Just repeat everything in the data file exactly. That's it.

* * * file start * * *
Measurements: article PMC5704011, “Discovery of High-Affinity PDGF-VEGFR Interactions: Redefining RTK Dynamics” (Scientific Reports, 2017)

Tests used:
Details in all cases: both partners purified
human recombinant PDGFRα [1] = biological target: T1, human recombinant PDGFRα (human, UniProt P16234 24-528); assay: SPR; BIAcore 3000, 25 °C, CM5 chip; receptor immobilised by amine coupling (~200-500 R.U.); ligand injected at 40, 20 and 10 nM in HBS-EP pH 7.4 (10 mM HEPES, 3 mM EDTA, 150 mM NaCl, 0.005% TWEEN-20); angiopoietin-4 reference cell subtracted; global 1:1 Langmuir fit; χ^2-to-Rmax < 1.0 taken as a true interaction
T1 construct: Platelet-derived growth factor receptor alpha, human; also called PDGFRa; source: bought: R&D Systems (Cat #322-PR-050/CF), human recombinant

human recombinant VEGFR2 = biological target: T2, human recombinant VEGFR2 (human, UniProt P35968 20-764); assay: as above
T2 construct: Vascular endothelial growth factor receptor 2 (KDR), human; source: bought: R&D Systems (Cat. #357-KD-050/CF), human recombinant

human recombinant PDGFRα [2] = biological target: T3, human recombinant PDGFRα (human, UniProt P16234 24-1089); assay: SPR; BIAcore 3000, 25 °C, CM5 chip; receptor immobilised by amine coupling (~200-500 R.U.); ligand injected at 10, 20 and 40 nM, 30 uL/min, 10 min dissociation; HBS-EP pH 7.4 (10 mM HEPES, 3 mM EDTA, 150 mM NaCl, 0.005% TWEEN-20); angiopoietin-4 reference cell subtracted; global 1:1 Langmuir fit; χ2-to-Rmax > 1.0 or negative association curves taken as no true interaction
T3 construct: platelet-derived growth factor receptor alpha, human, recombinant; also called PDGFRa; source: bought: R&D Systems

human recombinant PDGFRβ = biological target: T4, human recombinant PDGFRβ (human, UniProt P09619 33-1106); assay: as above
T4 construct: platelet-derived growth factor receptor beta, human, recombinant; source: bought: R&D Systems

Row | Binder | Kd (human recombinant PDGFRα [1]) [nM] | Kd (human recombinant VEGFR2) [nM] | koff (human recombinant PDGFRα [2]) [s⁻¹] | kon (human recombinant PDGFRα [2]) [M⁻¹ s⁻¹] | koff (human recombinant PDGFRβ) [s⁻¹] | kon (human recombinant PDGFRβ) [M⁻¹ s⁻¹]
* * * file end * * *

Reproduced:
Measurements: article PMC5704011, “Discovery of High-Affinity PDGF-VEGFR Interactions: Redefining RTK Dynamics” (Scientific Reports, 2017)

Tests used:
Details in all cases: both partners purified
human recombinant PDGFRα [1] = biological target: T1, human recombinant PDGFRα (human, UniProt P16234 24-528); assay: SPR; BIAcore 3000, 25 °C, CM5 chip; receptor immobilised by amine coupling (~200-500 R.U.); ligand injected at 40, 20 and 10 nM in HBS-EP pH 7.4 (10 mM HEPES, 3 mM EDTA, 150 mM NaCl, 0.005% TWEEN-20); angiopoietin-4 reference cell subtracted; global 1:1 Langmuir fit; χ^2-to-Rmax < 1.0 taken as a true interaction
T1 construct: Platelet-derived growth factor receptor alpha, human; also called PDGFRa; source: bought: R&D Systems (Cat #322-PR-050/CF), human recombinant

human recombinant VEGFR2 = biological target: T2, human recombinant VEGFR2 (human, UniProt P35968 20-764); assay: as above
T2 construct: Vascular endothelial growth factor receptor 2 (KDR), human; source: bought: R&D Systems (Cat. #357-KD-050/CF), human recombinant

human recombinant PDGFRα [2] = biological target: T3, human recombinant PDGFRα (human, UniProt P16234 24-1089); assay: SPR; BIAcore 3000, 25 °C, CM5 chip; receptor immobilised by amine coupling (~200-500 R.U.); ligand injected at 10, 20 and 40 nM, 30 uL/min, 10 min dissociation; HBS-EP pH 7.4 (10 mM HEPES, 3 mM EDTA, 150 mM NaCl, 0.005% TWEEN-20); angiopoietin-4 reference cell subtracted; global 1:1 Langmuir fit; χ2-to-Rmax > 1.0 or negative association curves taken as no true interaction
T3 construct: platelet-derived growth factor receptor alpha, human, recombinant; also called PDGFRa; source: bought: R&D Systems

human recombinant PDGFRβ = biological target: T4, human recombinant PDGFRβ (human, UniProt P09619 33-1106); assay: as above
T4 construct: platelet-derived growth factor receptor beta, human, recombinant; source: bought: R&D Systems

Row | Binder | Kd (human recombinant PDGFRα [1]) [nM] | Kd (human recombinant VEGFR2) [nM] | koff (human recombinant PDGFRα [2]) [s⁻¹] | kon (human recombinant PDGFRα [2]) [M⁻¹ s⁻¹] | koff (human recombinant PDGFRβ) [s⁻¹] | kon (human recombinant PDGFRβ) [M⁻¹ s⁻¹]